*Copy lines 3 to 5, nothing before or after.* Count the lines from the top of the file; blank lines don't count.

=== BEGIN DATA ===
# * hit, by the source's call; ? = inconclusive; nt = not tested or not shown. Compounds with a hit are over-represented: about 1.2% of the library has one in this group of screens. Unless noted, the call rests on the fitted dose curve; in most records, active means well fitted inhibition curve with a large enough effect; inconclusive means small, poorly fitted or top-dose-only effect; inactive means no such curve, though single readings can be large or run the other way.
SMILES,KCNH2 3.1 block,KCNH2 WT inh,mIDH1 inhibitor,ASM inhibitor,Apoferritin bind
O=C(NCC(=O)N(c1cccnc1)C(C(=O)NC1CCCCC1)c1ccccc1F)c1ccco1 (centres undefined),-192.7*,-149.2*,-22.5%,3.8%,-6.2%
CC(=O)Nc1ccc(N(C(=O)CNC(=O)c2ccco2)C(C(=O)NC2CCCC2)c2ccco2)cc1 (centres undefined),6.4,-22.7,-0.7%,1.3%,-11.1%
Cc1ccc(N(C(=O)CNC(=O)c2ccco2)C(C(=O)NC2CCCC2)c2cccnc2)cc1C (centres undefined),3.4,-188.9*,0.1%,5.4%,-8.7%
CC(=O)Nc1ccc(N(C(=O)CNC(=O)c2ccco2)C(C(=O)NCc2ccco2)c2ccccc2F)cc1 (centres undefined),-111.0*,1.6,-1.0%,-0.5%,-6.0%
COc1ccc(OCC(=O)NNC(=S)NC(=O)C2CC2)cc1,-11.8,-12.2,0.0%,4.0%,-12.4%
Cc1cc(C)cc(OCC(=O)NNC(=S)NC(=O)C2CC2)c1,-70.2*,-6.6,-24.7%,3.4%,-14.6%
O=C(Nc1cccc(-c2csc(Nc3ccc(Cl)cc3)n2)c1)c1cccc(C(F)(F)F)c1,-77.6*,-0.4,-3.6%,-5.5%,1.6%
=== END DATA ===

O=C(NCC(=O)N(c1cccnc1)C(C(=O)NC1CCCCC1)c1ccccc1F)c1ccco1 (centres undefined),-192.7*,-149.2*,-22.5%,3.8%,-6.2%
CC(=O)Nc1ccc(N(C(=O)CNC(=O)c2ccco2)C(C(=O)NC2CCCC2)c2ccco2)cc1 (centres undefined),6.4,-22.7,-0.7%,1.3%,-11.1%
Cc1ccc(N(C(=O)CNC(=O)c2ccco2)C(C(=O)NC2CCCC2)c2cccnc2)cc1C (centres undefined),3.4,-188.9*,0.1%,5.4%,-8.7%